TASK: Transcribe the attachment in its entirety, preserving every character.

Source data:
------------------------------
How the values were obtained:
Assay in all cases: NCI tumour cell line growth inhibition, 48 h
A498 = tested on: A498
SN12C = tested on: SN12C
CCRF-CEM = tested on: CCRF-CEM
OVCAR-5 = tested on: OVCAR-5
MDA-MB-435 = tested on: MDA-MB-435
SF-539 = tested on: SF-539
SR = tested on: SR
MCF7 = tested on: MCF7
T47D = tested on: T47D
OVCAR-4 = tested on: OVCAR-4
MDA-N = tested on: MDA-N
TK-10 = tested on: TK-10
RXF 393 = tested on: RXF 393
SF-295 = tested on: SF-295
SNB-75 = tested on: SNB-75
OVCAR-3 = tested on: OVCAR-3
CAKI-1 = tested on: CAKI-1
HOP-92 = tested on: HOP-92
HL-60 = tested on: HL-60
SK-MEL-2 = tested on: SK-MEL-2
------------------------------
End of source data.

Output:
How the values were obtained:
Assay in all cases: NCI tumour cell line growth inhibition, 48 h
A498 = tested on: A498
SN12C = tested on: SN12C
CCRF-CEM = tested on: CCRF-CEM
OVCAR-5 = tested on: OVCAR-5
MDA-MB-435 = tested on: MDA-MB-435
SF-539 = tested on: SF-539
SR = tested on: SR
MCF7 = tested on: MCF7
T47D = tested on: T47D
OVCAR-4 = tested on: OVCAR-4
MDA-N = tested on: MDA-N
TK-10 = tested on: TK-10
RXF 393 = tested on: RXF 393
SF-295 = tested on: SF-295
SNB-75 = tested on: SNB-75
OVCAR-3 = tested on: OVCAR-3
CAKI-1 = tested on: CAKI-1
HOP-92 = tested on: HOP-92
HL-60 = tested on: HL-60
SK-MEL-2 = tested on: SK-MEL-2